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Learning Informative Statistics: A Nonparametric Approach paper presents an approach to parameter estimation by entropy minimization. There are other related works "Minimum-entropy estimation in semi-parametric models" download link ( http://dl.acm.org/citation.cfm?id=1195853). The rationale provided is that minimization of error entropy is equivalent to maximization of likelihood. I am new to this area and find it hard to understand the intuition behind why entropy of the error minimization will yield the parameters. What happens when entropy is minimized?

  1. What happens when Shannon Entropy is maximized? Entropy (Shannon's) is the uncertainty = average information or uncertainty (unsure).

  2. And what happens when entropy is minimized and

  3. What is the meaning of minimizing entropy of error?

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  • $\begingroup$ +1. Great question. A key to learn for most who want to learn info. theory. $\endgroup$ – Dipan Mehta Jul 15 '15 at 4:39
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The basic idea behind maximum entropy models is that you want to make the least assumption about the data. This is considered equivalent to retaining as much unpredictability as possible, as quantified by entropy. For more information I refer you to this Wikipedia article.

Information and unpredictability are closely related. If you think of the signal as a stochastic process, its information content is determined by unpredictable it is. At one extreme, if the signal tends towards being deterministic, you can tell what it will be any an arbitrary time so there is no value in sampling the signal; it has no information content. Entropy formalizes this notion.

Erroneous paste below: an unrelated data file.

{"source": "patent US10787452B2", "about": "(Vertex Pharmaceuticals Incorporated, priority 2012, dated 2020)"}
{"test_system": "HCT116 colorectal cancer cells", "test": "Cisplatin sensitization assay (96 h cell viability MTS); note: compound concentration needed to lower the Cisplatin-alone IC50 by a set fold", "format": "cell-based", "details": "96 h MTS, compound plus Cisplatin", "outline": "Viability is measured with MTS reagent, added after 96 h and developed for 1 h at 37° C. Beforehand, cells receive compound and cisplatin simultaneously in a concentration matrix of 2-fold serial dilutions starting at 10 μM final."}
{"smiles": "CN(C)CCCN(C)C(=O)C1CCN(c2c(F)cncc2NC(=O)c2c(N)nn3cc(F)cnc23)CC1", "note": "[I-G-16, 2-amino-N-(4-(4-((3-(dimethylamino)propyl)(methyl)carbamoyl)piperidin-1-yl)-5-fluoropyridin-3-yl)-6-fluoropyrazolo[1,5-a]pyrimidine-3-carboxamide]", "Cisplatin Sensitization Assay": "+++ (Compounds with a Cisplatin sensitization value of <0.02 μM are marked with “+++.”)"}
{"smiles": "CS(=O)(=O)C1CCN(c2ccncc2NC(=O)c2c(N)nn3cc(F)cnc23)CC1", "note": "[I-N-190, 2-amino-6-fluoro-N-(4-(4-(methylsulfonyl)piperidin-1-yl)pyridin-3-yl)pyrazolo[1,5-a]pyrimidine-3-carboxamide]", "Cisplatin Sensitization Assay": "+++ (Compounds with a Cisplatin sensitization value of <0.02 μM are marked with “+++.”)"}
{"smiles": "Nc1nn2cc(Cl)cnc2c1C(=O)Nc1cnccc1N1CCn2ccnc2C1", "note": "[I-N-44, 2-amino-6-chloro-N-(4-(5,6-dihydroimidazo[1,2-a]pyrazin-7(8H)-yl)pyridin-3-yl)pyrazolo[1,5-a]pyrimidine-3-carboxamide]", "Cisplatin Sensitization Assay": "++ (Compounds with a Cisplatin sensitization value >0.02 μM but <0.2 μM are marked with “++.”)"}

To find the density that maximizes the entropy we have to use the calculus of variations, and that involves determining several coefficients called Lagrange multipliers. This is where the moments come in: they're the constraints that determine the multipliers. We set the $n$'th absolute moment for n=1..N to constants and we get the corresponding maximum entropy distribution. For example, the maximum entropy distribution whose first two moments are $\mu$ and $\sigma^2$ is the Gaussian distribution $N(\mu, \sigma^2)$. For details of the derivation please refer to a textbook.

I haven't read the paper but I'm guessing the rationale is that if you're trying to fit a model, you want to capture as much information of the signal as possible. Equivalently, you want to leave as little residual information as possible on the table; i.e., in the error. For details see 3.4 Minimum error entropy algorithm in Information Theoretic Learning: Renyi's Entropy and Kernel Perspectives.

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  • $\begingroup$ Thank you for your kind attention, but my basic question are 1. Relation between entropy and information and then applying entropy in estimation of parameters which leads to the second question 2. why to minimize entropy of error and idea behind this $\endgroup$ – Ria George Jul 26 '14 at 19:13
  • $\begingroup$ When entropy of error is minimized, the papers mention that all moments not only the second order moments are minimized. What does this mean? $\endgroup$ – Ria George Jul 26 '14 at 19:19
  • $\begingroup$ Thank you for the link but I could not follow the part which says that if entropy is to be minimized then the likelihood function needs to be maximized.Secondly,when you say about distribution for maximum entropy,it means a uniform distribtuion.What is the distribution if we want to minimize entropy and what can we say about the information then?Since Entropy is related to information,what can we say about information when entropy of error is maximized and minimized And when just the entropy is maximized and minimized? $\endgroup$ – Ria George Jul 26 '14 at 21:22
  • $\begingroup$ Lastly,how can you say that deterministic signal has no information content?Sine wave is a deterministic signal & has a distribution.Could you kindly explain these further,thank you for your effort $\endgroup$ – Ria George Jul 26 '14 at 21:24
  • $\begingroup$ Once you know the parameters of the signal, including its initial conditions, sampling yields no additional information because you can already predict the signal. $\endgroup$ – Emre Jul 26 '14 at 21:36

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